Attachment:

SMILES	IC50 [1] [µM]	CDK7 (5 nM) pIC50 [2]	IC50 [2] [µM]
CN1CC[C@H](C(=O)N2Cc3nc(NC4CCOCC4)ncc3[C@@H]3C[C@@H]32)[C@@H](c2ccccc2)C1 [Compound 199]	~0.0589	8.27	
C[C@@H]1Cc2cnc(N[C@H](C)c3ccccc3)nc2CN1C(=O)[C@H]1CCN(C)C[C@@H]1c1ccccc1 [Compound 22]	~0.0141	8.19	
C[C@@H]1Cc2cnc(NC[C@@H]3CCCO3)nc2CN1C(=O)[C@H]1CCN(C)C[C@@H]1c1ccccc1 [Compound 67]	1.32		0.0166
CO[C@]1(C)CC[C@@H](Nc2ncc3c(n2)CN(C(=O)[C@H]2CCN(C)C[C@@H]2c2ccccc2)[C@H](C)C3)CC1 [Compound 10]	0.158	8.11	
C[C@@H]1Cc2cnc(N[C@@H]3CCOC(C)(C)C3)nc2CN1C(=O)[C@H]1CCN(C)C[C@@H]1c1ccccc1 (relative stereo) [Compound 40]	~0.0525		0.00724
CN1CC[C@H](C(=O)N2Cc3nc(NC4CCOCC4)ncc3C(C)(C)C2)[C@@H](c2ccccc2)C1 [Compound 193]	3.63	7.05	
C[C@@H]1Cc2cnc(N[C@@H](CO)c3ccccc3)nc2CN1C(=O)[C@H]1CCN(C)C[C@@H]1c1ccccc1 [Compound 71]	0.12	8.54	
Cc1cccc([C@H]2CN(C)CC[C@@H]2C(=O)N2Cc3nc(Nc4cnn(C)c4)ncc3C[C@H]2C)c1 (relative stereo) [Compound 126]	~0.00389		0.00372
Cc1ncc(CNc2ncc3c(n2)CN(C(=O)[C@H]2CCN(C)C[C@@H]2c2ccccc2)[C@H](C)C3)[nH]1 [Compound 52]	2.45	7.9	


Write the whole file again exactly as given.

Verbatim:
SMILES	IC50 [1] [µM]	CDK7 (5 nM) pIC50 [2]	IC50 [2] [µM]
CN1CC[C@H](C(=O)N2Cc3nc(NC4CCOCC4)ncc3[C@@H]3C[C@@H]32)[C@@H](c2ccccc2)C1 [Compound 199]	~0.0589	8.27	
C[C@@H]1Cc2cnc(N[C@H](C)c3ccccc3)nc2CN1C(=O)[C@H]1CCN(C)C[C@@H]1c1ccccc1 [Compound 22]	~0.0141	8.19	
C[C@@H]1Cc2cnc(NC[C@@H]3CCCO3)nc2CN1C(=O)[C@H]1CCN(C)C[C@@H]1c1ccccc1 [Compound 67]	1.32		0.0166
CO[C@]1(C)CC[C@@H](Nc2ncc3c(n2)CN(C(=O)[C@H]2CCN(C)C[C@@H]2c2ccccc2)[C@H](C)C3)CC1 [Compound 10]	0.158	8.11	
C[C@@H]1Cc2cnc(N[C@@H]3CCOC(C)(C)C3)nc2CN1C(=O)[C@H]1CCN(C)C[C@@H]1c1ccccc1 (relative stereo) [Compound 40]	~0.0525		0.00724
CN1CC[C@H](C(=O)N2Cc3nc(NC4CCOCC4)ncc3C(C)(C)C2)[C@@H](c2ccccc2)C1 [Compound 193]	3.63	7.05	
C[C@@H]1Cc2cnc(N[C@@H](CO)c3ccccc3)nc2CN1C(=O)[C@H]1CCN(C)C[C@@H]1c1ccccc1 [Compound 71]	0.12	8.54	
Cc1cccc([C@H]2CN(C)CC[C@@H]2C(=O)N2Cc3nc(Nc4cnn(C)c4)ncc3C[C@H]2C)c1 (relative stereo) [Compound 126]	~0.00389		0.00372
Cc1ncc(CNc2ncc3c(n2)CN(C(=O)[C@H]2CCN(C)C[C@@H]2c2ccccc2)[C@H](C)C3)[nH]1 [Compound 52]	2.45	7.9	